Kolb says he wasn’t sure if his players were able to hear him telling them what was going to happen, but he says the quiet crowd helped him communicate the signs. That sure makes sense to me. I was stunned at how ineffective the Eagles were. You can say that Michael Vick was off because he was playing almost the entire game with broken ribs, but it also doesn’t help when the opposing defense knows what you’re about to do.
And you wonder why teams pick up players who were cut from a practice squad a week before they play their division rival? It’s to get information about the opposing team — and every piece helps.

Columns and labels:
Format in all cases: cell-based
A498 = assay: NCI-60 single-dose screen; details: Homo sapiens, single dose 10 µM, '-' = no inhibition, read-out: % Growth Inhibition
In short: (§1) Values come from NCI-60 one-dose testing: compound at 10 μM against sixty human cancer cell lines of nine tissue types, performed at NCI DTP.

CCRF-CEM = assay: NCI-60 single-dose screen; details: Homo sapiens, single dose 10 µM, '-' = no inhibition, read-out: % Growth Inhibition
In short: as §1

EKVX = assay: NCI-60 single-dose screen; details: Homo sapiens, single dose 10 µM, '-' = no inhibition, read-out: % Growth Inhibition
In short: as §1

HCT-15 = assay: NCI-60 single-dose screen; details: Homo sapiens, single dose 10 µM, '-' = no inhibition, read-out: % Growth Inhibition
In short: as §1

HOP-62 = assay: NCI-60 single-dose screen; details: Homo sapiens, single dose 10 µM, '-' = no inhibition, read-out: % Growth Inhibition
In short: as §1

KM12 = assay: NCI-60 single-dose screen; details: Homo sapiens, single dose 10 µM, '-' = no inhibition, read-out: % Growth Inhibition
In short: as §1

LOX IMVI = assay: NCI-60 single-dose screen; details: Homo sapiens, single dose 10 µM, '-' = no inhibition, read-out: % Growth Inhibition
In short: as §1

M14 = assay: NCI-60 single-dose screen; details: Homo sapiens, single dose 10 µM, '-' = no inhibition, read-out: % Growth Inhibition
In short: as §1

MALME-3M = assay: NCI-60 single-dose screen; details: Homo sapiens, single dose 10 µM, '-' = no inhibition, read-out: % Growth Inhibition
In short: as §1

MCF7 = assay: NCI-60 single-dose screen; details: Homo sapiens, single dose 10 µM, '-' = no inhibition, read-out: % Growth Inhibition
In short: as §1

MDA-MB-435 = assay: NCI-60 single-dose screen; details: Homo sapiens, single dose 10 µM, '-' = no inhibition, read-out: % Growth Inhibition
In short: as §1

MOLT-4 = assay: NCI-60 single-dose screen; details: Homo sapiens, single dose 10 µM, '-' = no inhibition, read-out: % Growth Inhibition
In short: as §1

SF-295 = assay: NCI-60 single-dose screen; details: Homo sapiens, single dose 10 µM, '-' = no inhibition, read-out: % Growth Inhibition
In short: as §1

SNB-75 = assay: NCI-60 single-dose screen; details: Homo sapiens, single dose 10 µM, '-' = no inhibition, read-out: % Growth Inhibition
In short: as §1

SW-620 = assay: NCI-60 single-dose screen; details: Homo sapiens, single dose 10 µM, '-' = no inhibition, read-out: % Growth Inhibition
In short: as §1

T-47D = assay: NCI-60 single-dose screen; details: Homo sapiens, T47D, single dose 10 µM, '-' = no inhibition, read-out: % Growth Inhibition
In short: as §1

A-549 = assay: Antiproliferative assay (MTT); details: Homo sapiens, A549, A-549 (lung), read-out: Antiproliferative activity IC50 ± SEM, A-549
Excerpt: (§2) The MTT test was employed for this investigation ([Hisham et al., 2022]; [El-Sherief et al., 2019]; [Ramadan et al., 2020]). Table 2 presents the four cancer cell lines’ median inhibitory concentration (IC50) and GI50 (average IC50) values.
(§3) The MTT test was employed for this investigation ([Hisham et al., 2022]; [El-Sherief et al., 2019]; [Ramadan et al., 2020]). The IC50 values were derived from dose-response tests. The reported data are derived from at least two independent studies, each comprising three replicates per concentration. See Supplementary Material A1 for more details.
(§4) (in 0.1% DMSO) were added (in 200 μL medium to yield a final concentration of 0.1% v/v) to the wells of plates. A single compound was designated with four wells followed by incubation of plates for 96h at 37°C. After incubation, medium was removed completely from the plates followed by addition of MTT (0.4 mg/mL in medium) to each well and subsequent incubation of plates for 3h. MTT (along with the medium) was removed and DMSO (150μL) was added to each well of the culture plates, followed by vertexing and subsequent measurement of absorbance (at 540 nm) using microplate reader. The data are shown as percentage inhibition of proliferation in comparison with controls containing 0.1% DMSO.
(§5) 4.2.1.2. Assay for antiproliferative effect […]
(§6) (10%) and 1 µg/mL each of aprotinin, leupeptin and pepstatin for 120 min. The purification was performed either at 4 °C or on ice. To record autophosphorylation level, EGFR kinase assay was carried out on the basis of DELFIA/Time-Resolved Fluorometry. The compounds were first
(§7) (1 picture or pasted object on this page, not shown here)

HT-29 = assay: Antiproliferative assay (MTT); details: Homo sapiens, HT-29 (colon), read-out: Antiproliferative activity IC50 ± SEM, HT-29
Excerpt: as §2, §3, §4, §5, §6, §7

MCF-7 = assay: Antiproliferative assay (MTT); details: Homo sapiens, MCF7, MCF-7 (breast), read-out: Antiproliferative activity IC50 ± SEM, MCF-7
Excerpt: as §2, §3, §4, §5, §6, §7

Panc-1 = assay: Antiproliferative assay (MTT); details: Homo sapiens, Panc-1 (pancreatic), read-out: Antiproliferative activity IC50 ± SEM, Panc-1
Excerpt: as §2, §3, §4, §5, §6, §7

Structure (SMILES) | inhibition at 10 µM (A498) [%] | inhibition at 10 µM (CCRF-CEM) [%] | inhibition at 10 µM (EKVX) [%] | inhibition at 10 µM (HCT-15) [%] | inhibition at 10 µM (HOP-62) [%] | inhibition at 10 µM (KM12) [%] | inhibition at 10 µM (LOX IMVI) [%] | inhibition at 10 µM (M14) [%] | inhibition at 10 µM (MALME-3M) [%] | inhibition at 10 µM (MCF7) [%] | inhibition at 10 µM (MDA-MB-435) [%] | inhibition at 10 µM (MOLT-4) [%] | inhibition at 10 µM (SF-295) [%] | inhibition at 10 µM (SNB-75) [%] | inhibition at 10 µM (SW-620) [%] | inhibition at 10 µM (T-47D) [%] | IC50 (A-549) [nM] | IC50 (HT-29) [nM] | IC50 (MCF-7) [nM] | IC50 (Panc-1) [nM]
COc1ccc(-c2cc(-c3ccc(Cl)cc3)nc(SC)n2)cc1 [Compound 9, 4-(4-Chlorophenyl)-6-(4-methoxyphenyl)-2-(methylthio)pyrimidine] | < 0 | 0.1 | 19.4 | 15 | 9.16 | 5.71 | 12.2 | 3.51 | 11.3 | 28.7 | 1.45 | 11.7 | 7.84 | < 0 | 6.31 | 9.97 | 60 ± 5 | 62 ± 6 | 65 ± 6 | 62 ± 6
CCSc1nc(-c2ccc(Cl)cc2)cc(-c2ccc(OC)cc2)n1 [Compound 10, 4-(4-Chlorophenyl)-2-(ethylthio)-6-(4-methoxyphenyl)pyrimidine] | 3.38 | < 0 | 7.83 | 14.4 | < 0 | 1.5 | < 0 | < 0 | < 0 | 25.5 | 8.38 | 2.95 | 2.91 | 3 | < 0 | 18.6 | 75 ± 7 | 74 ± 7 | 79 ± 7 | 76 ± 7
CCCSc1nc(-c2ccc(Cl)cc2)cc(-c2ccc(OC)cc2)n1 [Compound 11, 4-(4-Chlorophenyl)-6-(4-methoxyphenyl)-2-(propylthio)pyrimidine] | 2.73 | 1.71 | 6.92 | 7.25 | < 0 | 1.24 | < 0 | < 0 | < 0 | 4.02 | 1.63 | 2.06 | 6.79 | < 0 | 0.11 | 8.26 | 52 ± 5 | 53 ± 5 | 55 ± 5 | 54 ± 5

DeSean Jackson was held out of the Eagles game Sunday after missing a team meeting Saturday morning. His spokesman says the missed meeting was an honest mistake and that DeSean overslept. A supposed alarm clock mishap forced the Eagles to play without one of their biggest playmakers Sunday against the Cardinals and they ended up losing 21-17.
Philadelphia has been by far the biggest disappointment in the NFL this season. Their run defense and linebacker play has been poor all year. Early in the season, it looked like they could outscore opponents but they were committing too many turnovers. Then they crushed the Cowboys on Sunday night following their bye week and appeared back on track. Since then, they’ve lost two in a row including Sunday’s loss to the Cardinals, against whom they were a 14-point favorite. They’re 3-6 and have a difficult schedule ahead, so their chances of reaching the playoffs this year is practically done. A 7-9 finish is likely.